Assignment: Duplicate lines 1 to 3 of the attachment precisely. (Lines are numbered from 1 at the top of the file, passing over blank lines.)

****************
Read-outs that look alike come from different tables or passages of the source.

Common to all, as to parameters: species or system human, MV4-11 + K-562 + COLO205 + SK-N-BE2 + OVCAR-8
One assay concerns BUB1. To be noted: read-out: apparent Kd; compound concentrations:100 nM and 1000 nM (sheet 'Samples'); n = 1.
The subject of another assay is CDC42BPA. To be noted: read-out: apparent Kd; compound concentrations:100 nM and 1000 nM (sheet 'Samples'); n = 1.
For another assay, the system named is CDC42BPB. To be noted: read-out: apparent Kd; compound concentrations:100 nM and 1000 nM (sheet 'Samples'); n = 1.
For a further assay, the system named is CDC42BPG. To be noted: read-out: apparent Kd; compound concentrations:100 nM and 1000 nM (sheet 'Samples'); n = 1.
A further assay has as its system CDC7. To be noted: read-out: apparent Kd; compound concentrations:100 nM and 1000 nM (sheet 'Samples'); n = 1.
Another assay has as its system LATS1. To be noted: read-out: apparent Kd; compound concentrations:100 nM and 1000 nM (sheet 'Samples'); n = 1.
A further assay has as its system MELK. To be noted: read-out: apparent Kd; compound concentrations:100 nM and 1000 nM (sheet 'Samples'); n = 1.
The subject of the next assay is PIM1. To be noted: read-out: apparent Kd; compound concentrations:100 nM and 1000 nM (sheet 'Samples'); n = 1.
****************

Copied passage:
Read-outs that look alike come from different tables or passages of the source.

Common to all, as to parameters: species or system human, MV4-11 + K-562 + COLO205 + SK-N-BE2 + OVCAR-8
One assay concerns BUB1. To be noted: read-out: apparent Kd; compound concentrations:100 nM and 1000 nM (sheet 'Samples'); n = 1.